Figure 9b and d illustrates the apparition of syneresis on the surface that was detected by SMLS technique (Figs. 6a, c and 7). Extensive whey separation on the surface has previously been observed during and after acidification of milk (Lucey et al. 1997a, 1998b). Syneresis on gel surface is particularly visible for gels made from unheated or low-heat-treated milk (Lucey et al. 2001). This can be explained by a specific microstructure since the large pores, and thus the high permeability of the gels from unheated milk, make it easier for whey to move to the gel surface while rearranging (Fig. 9a) (Aichinger et al. 2003; Lucey et al. 2001; van Vliet et al. 2004b). Moreover, the interparticle rearrangements during aggregation due to weak protein-protein interaction may involve the formation of water-channels within the network (Renard et al. 2006; van Vliet et al. 2004a), acting as liquid transporters to the surface (Fig. 9b).

The second consequence of gel restructuring leading to syneresis called ‘wall syneresis’ is shown in Fig. 9f. It may not be detected by rheology because of its macroscopic nature and pieces of gel sticking to the cell wall, but it strongly affected SMLS (Figs. 6b, d and 7) and may affect DWS signals (Fig. 8). It seems that gels made from severely-heated milk (>80 °C) showed a greater susceptibility to wall syneresis (Fig. 8). It has been well-established in the literature that a high treatment of milk resulted in a ‘branched’ microstructure with small pores due to the active participation of denatured whey proteins to the gel network (Fig. 9e) (Donato and Guyomarc’h 2009; Famelart et al. 2004; Lucey et al. 1998b, 2001). As a consequence, the low water retention should prevent extensive whey separation as commonly believed. Nevertheless, it is important to state that whey separation can also be a consequence of the contraction of the gel network (Aichinger et al. 2003). In gels made from high-heat-treated milk, the continued aggregation of casein particles and incorporation of denatured whey proteins may cause local stresses in the networks (Lucey et al. 1998b). This mechanism can lead to localized cracks and the formation of whey-enriched zones (Fig. 9f), and thus to the apparition of rough surfaces, as seen in Fig. 8b. However, it should be noted that DWS signal may be affected by wall syneresis only if the zone of whey pockets void of macroscopic gel and thus containing small particles free to move in the serum phase corresponded to the laser height of measurement.

It should be mentioned that both ‘surface syneresis’ and ‘wall syneresis’ occurring at the same time can be found in intermediate-heat-treated gels, as in the case of the application of a heat treatment of 80 °C for 7 min (Fig. 9d). Moreover, the susceptibility to wall syneresis is not only governed by the density of the network and the resistance of the protein chains to deformation, but also by the container’s properties. Since the whey remained in confined zones during and after the acidification process, the casein network was strongly sticking to the walls of the glass tube. Therefore, further research should be carried out on surface properties of glass, material packaging (glass, polystyrene, stoneware) or surface topology to modify the adhesion of protein networks to the wall and thus syneresis.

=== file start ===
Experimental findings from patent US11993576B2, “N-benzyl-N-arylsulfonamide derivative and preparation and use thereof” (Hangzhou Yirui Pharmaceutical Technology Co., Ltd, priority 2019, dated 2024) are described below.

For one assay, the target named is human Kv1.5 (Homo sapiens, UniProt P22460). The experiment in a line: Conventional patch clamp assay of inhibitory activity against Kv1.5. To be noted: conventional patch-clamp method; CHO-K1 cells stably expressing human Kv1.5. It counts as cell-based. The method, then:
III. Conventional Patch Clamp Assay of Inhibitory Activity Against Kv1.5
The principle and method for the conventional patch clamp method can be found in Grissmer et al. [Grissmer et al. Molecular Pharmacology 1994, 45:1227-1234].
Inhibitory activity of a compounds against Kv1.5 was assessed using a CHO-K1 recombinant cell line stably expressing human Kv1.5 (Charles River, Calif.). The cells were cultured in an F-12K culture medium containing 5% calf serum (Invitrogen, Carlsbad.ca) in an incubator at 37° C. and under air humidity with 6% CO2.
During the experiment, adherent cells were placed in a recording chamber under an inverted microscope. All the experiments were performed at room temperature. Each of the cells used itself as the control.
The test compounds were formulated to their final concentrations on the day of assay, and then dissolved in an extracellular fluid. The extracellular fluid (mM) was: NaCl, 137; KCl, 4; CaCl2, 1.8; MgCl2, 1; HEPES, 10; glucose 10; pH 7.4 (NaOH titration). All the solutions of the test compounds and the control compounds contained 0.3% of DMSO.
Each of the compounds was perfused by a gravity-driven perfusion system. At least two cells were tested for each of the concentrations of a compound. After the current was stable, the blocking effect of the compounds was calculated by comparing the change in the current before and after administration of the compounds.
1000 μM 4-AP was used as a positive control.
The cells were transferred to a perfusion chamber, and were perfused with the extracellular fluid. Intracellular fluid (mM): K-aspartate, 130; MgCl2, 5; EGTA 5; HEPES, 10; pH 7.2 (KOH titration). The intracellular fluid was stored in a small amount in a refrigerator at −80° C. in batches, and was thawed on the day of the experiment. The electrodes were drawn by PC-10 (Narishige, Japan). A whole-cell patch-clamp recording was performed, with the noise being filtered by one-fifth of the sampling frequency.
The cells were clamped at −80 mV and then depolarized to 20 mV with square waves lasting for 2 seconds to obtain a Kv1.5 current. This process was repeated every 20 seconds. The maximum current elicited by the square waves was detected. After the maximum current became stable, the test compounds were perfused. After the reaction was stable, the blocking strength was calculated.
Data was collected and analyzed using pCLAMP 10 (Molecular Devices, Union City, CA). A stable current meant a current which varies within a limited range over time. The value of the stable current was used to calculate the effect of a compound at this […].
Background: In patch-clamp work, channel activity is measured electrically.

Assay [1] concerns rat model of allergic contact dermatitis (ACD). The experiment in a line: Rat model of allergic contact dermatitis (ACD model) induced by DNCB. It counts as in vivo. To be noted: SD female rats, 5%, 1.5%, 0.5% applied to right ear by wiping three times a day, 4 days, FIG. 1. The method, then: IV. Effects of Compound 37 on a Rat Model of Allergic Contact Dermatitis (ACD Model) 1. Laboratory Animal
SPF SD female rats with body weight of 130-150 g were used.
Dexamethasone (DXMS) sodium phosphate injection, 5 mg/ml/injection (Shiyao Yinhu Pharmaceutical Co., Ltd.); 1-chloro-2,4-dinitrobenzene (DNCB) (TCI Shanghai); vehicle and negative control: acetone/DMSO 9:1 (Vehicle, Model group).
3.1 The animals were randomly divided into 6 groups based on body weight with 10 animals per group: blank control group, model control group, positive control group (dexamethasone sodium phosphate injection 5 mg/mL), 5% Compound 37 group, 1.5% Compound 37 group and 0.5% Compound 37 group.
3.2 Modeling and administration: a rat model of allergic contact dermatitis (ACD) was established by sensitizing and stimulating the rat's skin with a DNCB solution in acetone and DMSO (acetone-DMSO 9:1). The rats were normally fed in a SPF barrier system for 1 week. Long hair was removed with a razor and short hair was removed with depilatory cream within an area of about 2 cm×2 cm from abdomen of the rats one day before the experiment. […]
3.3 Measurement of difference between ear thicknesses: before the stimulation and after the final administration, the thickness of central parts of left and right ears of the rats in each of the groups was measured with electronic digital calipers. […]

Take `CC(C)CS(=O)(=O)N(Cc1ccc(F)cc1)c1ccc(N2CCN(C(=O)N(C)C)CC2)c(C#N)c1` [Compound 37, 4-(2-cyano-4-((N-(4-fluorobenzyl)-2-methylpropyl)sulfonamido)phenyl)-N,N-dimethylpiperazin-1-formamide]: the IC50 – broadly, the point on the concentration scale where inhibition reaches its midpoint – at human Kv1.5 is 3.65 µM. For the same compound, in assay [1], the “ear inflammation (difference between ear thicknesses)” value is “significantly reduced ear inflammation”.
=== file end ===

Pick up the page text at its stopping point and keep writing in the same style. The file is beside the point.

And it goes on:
4 Conclusion

Acid milk gelation and syneresis detection were studied using two light scattering techniques, SMLS and DWS, in comparison to classically-used rheology. Strong correlations were highlighted between the DWS behaviour and the rheological measurements for the gel point detection but also during the kinetics of gel formation. Under various conditions of milk heat treatment, which lead to different gel properties, DWS proved to bring additional information to rheology. The combination of techniques made it possible to distinguish two consequences of gel restructuring leading to syneresis, described respectively as ‘surface syneresis’ and ‘wall syneresis’. The proposed model for syneresis in acid milk gels associates the type of syneresis with specific gel microstructures obtained by various milk heat treatments. The use of DWS could therefore be of great interest in syneresis prevention in industrial environments such as yoghurt manufacturing, particularly with the development of user-friendly instruments.


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Copyright information

© INRA and Springer-Verlag France 2016

Authors and Affiliations

  • Anne Rohart
    • 1
  • Camille Michon
    • 1
  • Jérôme Confiac
    • 1
  • Véronique Bosc
    • 1
  1. 1.UMR Ingénierie Procédés AlimentsAgroParisTech, Inra, Université Paris-SaclayMassyFrance